How to Avoid Being a Victim of a Solar Scam
June 27, 2022
How to Avoid Being a Victim of a Solar Scam
Solar energy systems are growing in popularity with each passing year. Unfortunately, there are numerous issues that all consumers should be aware of before deciding to purchase solar panels. This article will explore common solar scams happening in Arizona and how homeowners can avoid some costly pitfalls.
How to Fight Solar Scams
With solar scams on the rise, it’s important to know how you can fight your current contract in court.
Most contracts have a clause that specifies that any dispute regarding the contract that would result in a lawsuit must have that dispute go through “alternative dispute resolution” rather than, or before, any court case.
Alternative dispute resolution is a process whereby parties agree to attempt to resolve their issue outside of court. The two most common kinds of alternative dispute resolution are mediation and arbitration.
Mediation is when the parties agree to discuss issues, usually with a neutral referee. Arbitration is more like a court case: a judge (usually an attorney picked randomly), witnesses, and a hearing. The judgment from a judge is almost always enforceable.
Why Should I Care Where a Case is Decided?
The most significant benefit to those involved in a suit (or potentially those involved in a suit) with alternative dispute resolution is the costs.
Even an expensive arbitration is almost always cheaper than a court lawsuit. However, the most significant danger to litigants from alternative dispute resolution clauses is that the contract signer rarely pays much attention to that clause when signing. The contract could mandate that the alternative dispute resolution takes place in a location (the “forum”) very inconvenient for the consumer but very convenient for the company.
For example, consider a company headquartered in Delaware, due to the tax laws of Delaware, but doing business in Arizona; their contracts could mandate arbitration in Delaware, their legal “home” state. This would be much more convenient for the company than the consumer and would induce the consumer to avoid any dispute with the company.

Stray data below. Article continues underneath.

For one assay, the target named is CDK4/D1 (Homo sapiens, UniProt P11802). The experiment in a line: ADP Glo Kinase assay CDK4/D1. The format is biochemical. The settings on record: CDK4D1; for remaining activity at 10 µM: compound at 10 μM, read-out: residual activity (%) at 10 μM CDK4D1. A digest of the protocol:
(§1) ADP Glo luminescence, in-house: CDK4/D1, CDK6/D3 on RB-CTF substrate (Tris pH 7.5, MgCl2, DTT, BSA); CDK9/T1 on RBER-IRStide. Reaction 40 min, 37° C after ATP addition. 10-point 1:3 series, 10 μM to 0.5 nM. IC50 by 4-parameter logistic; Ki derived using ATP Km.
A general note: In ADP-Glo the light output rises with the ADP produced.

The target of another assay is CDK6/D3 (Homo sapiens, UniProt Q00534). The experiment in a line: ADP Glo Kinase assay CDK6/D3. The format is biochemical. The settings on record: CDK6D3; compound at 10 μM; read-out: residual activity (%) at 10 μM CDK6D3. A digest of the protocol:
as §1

What would a consumer want to avoid alternative dispute resolution? This is primarily a tactical decision, but alternative dispute resolution proceedings are not public, court cases are not public, and the results of public court cases often are (unless they settle). If a consumer is interested in publicizing the solar company’s conduct, avoiding alternative dispute resolution should be critical.
Avoid Playing on Their Turf
So how does a consumer avoid having to arbitrate or mediate a case, especially a case regarding a solar energy system that the consumer strongly believes is the product of fraud? In Arizona, the consumer would sue the solar company on the “legal theory” of fraudulent inducement of the contract. That is, the consumer would sue the company on the concept that the contract was a product of fraud. Since the consumer is saying that the contract is a product of fraud and is not actually suing the solar company “under” the contract but “proximately (legally) prior” to the contract, then the alternative dispute resolution provision of the contract does not apply. The consumer is not suing based on the contract, but on the conduct that led to the contract, and thus what the contract requires is not relevant.
A further “legal theory” that a consumer would sue a fraudulent solar company in order to avoid an alternative dispute resolution clause in a contract is “rescission.” Rescission is a legal theory that directly asks a court to undo a contract. There are numerous court cases that have held that when one party seeks to rescind a contract, the dispute must occur in court regardless of whether the contract includes an alternative dispute resolution clause because the contract itself cannot rescind itself, only a court can do that.
So, let’s say that you are the owner of a solar energy system, and after reading this series and considering the circumstances of the pitch that sold you the system, and after reviewing the contract that you signed you think that perhaps you were taken advantage of. Perhaps you have realized that your system has not provided the benefits that were promised, that you are not receiving the significant savings that you were promised and you come to the conclusion that you do not want to be bound by the contract that established your solar energy system any longer. What should you do?
Contact Counxel Legal Firm
We encourage you to contact our legal team as soon as possible. You will receive a no-obligation, 5-minute phone call with one of our attorneys to discuss whether your matter may be worth exploring further. We look forward to helping you navigate your solar contract and seeing how we may best assist you in avoiding any obligation that you may not be legally required to perform.
Note: This article was written with Arizona residents in mind. We offer legal counsel in additional states. Contact us if you do not live in Arizona but want to discuss your rights.